ship, and his orders must
be obeyed in all matters connected with her navigation. He
becomes the master pro hac
vice and should give all directions as to speed, course,
stopping and reversing
anchoring, towing and the like. And when a licensed pilot is
employed in a place where
pilotage is compulsory, it is his duty to insist on having
effective control of the vessel,
or to decline to act as pilot. Under certain systems of foreign
law, the pilot does not take
entire charge of the vessel, but is deemed merely the adviser of
the master, who retains
command and control of the navigation even in localities where
pilotage is compulsory
The master is not wholly absolved from his duties while a pilot
is on board his vessel, and
may advise with or offer suggestions to him. He is still in
command of the vessel, except so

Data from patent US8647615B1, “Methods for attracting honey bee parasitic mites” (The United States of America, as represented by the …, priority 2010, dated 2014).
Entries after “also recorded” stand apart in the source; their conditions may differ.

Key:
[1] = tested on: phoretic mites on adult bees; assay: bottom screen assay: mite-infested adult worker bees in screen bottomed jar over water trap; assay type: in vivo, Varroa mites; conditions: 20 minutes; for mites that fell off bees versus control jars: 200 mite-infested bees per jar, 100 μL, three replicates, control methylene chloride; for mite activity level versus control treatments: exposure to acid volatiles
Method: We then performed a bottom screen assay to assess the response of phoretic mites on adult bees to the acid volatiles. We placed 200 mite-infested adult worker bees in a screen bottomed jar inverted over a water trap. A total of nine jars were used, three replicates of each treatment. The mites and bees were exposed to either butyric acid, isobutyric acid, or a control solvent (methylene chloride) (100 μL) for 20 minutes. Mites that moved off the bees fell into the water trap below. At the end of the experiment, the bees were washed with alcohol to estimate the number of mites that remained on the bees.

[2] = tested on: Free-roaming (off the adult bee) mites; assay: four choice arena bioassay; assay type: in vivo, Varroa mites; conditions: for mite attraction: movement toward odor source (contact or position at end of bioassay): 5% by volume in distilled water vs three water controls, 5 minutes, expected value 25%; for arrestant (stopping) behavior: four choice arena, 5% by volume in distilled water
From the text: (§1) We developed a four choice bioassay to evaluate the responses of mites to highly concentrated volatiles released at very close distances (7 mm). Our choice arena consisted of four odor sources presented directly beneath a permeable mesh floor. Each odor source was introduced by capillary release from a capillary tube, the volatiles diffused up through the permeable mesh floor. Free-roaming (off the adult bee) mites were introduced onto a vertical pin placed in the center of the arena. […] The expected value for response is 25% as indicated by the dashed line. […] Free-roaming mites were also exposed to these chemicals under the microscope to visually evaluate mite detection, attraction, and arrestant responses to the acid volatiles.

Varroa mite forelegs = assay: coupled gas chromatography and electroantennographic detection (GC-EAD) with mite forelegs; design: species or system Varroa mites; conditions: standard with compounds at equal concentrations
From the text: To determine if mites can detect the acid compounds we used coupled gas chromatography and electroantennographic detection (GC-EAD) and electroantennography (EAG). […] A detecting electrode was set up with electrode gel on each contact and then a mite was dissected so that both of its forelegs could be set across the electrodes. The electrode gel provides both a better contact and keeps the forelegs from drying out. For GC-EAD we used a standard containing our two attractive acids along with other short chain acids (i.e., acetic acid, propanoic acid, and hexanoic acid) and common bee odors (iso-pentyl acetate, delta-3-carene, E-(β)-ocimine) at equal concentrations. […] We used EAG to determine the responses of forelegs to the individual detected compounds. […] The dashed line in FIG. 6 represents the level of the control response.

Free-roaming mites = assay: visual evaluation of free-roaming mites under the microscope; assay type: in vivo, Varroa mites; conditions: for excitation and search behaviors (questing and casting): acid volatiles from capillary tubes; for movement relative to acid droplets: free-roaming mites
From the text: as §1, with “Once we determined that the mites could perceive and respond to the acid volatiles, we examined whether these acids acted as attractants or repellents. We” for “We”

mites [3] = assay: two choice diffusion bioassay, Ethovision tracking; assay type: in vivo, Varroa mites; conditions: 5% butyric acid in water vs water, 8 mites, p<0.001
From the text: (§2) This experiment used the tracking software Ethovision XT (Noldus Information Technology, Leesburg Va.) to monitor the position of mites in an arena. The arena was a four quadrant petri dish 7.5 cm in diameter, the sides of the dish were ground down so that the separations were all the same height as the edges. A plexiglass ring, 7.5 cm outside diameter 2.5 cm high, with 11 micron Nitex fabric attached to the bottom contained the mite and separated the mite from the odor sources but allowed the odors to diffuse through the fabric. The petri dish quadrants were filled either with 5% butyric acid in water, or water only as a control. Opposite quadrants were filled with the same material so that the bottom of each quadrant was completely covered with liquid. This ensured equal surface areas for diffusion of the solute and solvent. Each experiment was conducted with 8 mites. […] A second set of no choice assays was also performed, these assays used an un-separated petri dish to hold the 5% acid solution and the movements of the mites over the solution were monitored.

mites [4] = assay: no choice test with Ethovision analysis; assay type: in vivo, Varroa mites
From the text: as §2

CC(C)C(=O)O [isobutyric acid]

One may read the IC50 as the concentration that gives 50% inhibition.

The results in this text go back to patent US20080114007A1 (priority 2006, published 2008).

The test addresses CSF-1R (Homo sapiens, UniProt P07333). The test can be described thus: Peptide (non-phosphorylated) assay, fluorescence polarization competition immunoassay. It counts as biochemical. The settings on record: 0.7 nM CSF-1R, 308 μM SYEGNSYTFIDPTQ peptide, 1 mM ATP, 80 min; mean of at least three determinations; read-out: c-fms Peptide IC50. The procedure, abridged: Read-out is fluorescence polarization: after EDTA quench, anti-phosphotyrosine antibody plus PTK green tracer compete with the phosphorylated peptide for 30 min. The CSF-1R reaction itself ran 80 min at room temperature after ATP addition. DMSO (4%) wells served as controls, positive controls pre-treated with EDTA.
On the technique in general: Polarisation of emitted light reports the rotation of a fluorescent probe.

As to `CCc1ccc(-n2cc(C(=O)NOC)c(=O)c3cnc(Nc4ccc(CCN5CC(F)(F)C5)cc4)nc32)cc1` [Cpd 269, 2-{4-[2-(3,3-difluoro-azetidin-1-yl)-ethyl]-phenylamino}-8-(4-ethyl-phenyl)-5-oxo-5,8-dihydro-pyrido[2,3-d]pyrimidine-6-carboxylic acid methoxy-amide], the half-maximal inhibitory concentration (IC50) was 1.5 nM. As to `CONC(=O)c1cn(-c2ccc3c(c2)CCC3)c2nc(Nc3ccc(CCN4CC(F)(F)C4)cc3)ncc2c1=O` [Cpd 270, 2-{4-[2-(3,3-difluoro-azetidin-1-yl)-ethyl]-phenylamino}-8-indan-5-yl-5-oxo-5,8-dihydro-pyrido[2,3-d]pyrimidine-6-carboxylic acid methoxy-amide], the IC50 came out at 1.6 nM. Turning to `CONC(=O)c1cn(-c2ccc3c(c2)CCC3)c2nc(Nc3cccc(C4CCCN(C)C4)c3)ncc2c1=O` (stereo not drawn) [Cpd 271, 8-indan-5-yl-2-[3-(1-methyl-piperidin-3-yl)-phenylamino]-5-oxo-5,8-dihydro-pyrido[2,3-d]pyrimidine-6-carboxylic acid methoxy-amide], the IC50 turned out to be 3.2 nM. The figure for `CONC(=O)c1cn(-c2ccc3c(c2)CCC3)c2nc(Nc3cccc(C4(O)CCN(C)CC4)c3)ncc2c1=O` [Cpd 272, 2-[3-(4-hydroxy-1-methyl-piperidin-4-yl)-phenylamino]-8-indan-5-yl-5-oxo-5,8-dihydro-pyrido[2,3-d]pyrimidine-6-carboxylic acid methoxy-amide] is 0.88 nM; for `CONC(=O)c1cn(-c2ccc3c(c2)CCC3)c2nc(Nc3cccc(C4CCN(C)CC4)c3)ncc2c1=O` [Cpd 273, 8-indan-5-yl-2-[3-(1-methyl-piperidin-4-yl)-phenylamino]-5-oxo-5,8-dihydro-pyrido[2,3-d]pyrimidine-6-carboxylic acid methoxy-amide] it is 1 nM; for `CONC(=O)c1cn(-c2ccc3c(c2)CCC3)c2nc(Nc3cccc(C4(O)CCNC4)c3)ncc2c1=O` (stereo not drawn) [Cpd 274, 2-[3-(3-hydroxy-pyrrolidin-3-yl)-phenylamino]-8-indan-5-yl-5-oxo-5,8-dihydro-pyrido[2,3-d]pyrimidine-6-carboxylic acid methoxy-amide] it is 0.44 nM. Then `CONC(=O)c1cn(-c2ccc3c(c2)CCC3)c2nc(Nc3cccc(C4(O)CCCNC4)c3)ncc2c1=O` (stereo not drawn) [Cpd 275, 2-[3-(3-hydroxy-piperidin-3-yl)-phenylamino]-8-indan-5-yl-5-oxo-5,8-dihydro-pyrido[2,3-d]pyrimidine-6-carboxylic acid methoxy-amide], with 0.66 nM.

far as her navigation is concerned, and must cause the ordinary
work of the vessel to be
properly carried on and the usual precaution taken. He does not
cede his authority when a
pilot is onboard pursuant to compulsory pilotage.
Even though the pilot is compulsory, if his negligence was not
the sole cause of the injury,
but the negligence of the master or crew contributed thereto, the
owners are liable. But the
liability of the ship in rem does not release the pilot from the
consequences of his own
negligence. The rationale for this rule is that the master is not
entirely absolved of
responsibility with respect to navigation when a compulsory
pilot is in charge
Facts:
The MV PAVLODAR (from USSR), owned by Far Eastern
Shipping (FESC) arrived at the
Port of Manila. Senen GAVINO was tasked by the Manila Pilots
Association to conduct
docking maneuvers for the safe berthing of the vessel (berthing =
parking the boat in the
pier) KAVANKOV, the ships master, was there to brief him and to
relay his orders.
o Note: GAVINO piloted the boat pursuant to compulsory
pilotage